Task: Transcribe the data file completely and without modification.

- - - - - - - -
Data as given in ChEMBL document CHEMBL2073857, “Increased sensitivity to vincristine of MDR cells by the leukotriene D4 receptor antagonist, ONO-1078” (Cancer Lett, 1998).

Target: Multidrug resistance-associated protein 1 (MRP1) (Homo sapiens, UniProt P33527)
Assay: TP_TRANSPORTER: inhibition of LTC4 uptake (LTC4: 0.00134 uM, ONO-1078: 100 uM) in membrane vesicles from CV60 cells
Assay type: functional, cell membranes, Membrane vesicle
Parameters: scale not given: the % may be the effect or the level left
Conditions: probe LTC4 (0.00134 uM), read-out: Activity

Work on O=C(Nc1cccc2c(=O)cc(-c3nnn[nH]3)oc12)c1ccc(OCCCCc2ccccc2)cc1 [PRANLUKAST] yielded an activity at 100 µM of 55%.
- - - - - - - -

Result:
Data as given in ChEMBL document CHEMBL2073857, “Increased sensitivity to vincristine of MDR cells by the leukotriene D4 receptor antagonist, ONO-1078” (Cancer Lett, 1998).

Target: Multidrug resistance-associated protein 1 (MRP1) (Homo sapiens, UniProt P33527)
Assay: TP_TRANSPORTER: inhibition of LTC4 uptake (LTC4: 0.00134 uM, ONO-1078: 100 uM) in membrane vesicles from CV60 cells
Assay type: functional, cell membranes, Membrane vesicle
Parameters: scale not given: the % may be the effect or the level left
Conditions: probe LTC4 (0.00134 uM), read-out: Activity

Work on O=C(Nc1cccc2c(=O)cc(-c3nnn[nH]3)oc12)c1ccc(OCCCCc2ccccc2)cc1 [PRANLUKAST] yielded an activity at 100 µM of 55%.